Gun makers often design their weapons in ways that present no benefit for lawful users but that greatly assist criminals. They don't coordinate the issuance of serial numbers so that each gun can be identified with certainty. They stamp serial numbers in places where they can be effaced.
They reject police requests to groove barrels to uniquely mark each bullet fired by a particular gun.
They sell bullets that can pierce police armor.
They will not include trigger locks and other child-proofing devices as standard equipment.
They ignore new technology that would render guns inoperable by anyone except their approved purchaser.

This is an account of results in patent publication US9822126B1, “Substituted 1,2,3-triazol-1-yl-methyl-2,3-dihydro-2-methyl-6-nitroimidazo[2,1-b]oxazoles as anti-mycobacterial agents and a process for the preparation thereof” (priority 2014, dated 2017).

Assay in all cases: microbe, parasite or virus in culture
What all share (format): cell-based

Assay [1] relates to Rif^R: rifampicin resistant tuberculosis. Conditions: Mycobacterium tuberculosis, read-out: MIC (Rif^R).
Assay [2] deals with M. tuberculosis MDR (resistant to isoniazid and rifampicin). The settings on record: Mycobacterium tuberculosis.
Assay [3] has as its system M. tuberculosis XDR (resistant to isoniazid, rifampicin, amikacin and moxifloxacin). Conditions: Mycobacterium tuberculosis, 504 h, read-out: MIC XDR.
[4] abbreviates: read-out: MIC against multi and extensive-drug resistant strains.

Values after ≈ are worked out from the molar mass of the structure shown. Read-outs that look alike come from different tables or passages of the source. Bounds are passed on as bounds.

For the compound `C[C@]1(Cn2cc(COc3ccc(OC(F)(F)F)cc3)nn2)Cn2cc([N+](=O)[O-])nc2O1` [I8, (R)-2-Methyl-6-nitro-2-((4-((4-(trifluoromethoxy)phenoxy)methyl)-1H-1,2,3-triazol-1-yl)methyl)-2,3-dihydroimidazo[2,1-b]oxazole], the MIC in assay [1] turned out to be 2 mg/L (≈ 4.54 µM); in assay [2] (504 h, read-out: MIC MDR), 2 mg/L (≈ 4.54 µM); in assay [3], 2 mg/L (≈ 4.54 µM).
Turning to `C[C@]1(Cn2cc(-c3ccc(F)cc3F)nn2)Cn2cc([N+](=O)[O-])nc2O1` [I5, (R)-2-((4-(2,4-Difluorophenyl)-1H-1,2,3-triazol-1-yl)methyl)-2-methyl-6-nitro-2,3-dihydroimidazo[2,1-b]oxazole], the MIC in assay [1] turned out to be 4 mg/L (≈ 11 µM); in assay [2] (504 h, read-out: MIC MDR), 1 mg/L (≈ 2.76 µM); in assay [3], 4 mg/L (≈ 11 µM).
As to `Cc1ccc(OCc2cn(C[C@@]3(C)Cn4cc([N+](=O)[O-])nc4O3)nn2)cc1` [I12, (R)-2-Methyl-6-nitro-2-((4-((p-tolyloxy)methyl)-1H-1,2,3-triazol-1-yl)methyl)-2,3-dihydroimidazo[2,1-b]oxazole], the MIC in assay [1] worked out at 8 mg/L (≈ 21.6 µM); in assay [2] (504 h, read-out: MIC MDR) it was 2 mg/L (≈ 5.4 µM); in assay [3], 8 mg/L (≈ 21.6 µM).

Why? Why? And why?
U.S. gunmakers have never been required to answer these questions. But one Senate subcommittee chairman with subpoena powers could cast much needed light on an industry whose record makes the tobacco industry look a paragon of transparency and accountability in comparison.
There's a gun agenda that need not depend on politics and that will not snatch a single weapon from any owner, whether law-abiding or not. If Congress stalls on the president's ambitious legislative schemes, the president should fall back on this Plan B to publicize what guns really do to those who carry them -- and what gunmakers do to their customers.
Follow us on Twitter @CNNOpinion.
Join us on Facebook/CNNOpinion.